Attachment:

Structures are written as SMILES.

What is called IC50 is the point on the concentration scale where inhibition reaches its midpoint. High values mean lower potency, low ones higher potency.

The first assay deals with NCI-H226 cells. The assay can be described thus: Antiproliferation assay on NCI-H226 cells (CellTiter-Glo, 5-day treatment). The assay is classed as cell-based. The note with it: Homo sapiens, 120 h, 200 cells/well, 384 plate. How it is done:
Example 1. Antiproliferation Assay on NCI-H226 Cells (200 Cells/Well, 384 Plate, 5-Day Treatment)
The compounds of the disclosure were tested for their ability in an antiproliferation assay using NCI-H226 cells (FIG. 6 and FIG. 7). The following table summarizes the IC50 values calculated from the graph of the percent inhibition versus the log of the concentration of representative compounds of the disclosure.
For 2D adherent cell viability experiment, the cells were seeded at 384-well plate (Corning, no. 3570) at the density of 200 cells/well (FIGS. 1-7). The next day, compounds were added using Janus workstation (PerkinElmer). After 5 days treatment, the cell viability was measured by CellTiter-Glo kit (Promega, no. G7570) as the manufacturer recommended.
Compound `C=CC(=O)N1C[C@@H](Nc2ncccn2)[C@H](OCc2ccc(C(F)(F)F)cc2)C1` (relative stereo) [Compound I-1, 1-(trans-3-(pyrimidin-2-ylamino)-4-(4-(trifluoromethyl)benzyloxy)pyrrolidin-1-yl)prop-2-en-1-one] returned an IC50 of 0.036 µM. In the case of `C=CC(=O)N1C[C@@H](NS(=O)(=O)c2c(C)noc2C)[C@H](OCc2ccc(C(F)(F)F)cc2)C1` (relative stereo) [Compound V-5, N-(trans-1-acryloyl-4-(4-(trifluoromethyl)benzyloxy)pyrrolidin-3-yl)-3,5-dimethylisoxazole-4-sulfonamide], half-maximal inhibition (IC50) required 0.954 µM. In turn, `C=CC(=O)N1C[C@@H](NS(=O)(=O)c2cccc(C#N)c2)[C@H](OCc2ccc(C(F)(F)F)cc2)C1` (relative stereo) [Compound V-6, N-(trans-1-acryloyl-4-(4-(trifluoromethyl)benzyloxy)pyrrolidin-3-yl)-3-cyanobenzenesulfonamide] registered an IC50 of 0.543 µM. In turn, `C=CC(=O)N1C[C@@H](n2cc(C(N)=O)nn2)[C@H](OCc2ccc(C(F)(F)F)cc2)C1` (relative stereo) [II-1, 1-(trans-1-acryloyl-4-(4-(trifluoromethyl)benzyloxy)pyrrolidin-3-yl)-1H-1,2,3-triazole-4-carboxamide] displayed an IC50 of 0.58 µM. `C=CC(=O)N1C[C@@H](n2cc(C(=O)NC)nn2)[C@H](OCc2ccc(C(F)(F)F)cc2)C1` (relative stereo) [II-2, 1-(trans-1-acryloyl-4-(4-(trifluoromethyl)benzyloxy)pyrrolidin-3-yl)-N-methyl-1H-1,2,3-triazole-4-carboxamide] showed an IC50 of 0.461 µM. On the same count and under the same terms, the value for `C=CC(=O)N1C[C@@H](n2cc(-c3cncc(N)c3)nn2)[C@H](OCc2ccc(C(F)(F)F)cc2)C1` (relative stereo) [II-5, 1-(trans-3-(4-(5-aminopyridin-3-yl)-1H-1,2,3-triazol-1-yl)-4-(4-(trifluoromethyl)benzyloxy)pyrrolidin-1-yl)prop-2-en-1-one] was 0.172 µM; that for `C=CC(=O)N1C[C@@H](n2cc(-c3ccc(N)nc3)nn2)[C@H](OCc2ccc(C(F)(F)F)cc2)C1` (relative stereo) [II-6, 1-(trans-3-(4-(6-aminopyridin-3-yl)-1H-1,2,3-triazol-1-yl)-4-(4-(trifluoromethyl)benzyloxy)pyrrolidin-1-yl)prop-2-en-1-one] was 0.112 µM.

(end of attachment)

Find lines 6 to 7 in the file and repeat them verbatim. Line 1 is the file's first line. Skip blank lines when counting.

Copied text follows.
For 2D adherent cell viability experiment, the cells were seeded at 384-well plate (Corning, no. 3570) at the density of 200 cells/well (FIGS. 1-7). The next day, compounds were added using Janus workstation (PerkinElmer). After 5 days treatment, the cell viability was measured by CellTiter-Glo kit (Promega, no. G7570) as the manufacturer recommended.
Compound `C=CC(=O)N1C[C@@H](Nc2ncccn2)[C@H](OCc2ccc(C(F)(F)F)cc2)C1` (relative stereo) [Compound I-1, 1-(trans-3-(pyrimidin-2-ylamino)-4-(4-(trifluoromethyl)benzyloxy)pyrrolidin-1-yl)prop-2-en-1-one] returned an IC50 of 0.036 µM. In the case of `C=CC(=O)N1C[C@@H](NS(=O)(=O)c2c(C)noc2C)[C@H](OCc2ccc(C(F)(F)F)cc2)C1` (relative stereo) [Compound V-5, N-(trans-1-acryloyl-4-(4-(trifluoromethyl)benzyloxy)pyrrolidin-3-yl)-3,5-dimethylisoxazole-4-sulfonamide], half-maximal inhibition (IC50) required 0.954 µM. In turn, `C=CC(=O)N1C[C@@H](NS(=O)(=O)c2cccc(C#N)c2)[C@H](OCc2ccc(C(F)(F)F)cc2)C1` (relative stereo) [Compound V-6, N-(trans-1-acryloyl-4-(4-(trifluoromethyl)benzyloxy)pyrrolidin-3-yl)-3-cyanobenzenesulfonamide] registered an IC50 of 0.543 µM. In turn, `C=CC(=O)N1C[C@@H](n2cc(C(N)=O)nn2)[C@H](OCc2ccc(C(F)(F)F)cc2)C1` (relative stereo) [II-1, 1-(trans-1-acryloyl-4-(4-(trifluoromethyl)benzyloxy)pyrrolidin-3-yl)-1H-1,2,3-triazole-4-carboxamide] displayed an IC50 of 0.58 µM. `C=CC(=O)N1C[C@@H](n2cc(C(=O)NC)nn2)[C@H](OCc2ccc(C(F)(F)F)cc2)C1` (relative stereo) [II-2, 1-(trans-1-acryloyl-4-(4-(trifluoromethyl)benzyloxy)pyrrolidin-3-yl)-N-methyl-1H-1,2,3-triazole-4-carboxamide] showed an IC50 of 0.461 µM. On the same count and under the same terms, the value for `C=CC(=O)N1C[C@@H](n2cc(-c3cncc(N)c3)nn2)[C@H](OCc2ccc(C(F)(F)F)cc2)C1` (relative stereo) [II-5, 1-(trans-3-(4-(5-aminopyridin-3-yl)-1H-1,2,3-triazol-1-yl)-4-(4-(trifluoromethyl)benzyloxy)pyrrolidin-1-yl)prop-2-en-1-one] was 0.172 µM; that for `C=CC(=O)N1C[C@@H](n2cc(-c3ccc(N)nc3)nn2)[C@H](OCc2ccc(C(F)(F)F)cc2)C1` (relative stereo) [II-6, 1-(trans-3-(4-(6-aminopyridin-3-yl)-1H-1,2,3-triazol-1-yl)-4-(4-(trifluoromethyl)benzyloxy)pyrrolidin-1-yl)prop-2-en-1-one] was 0.112 µM.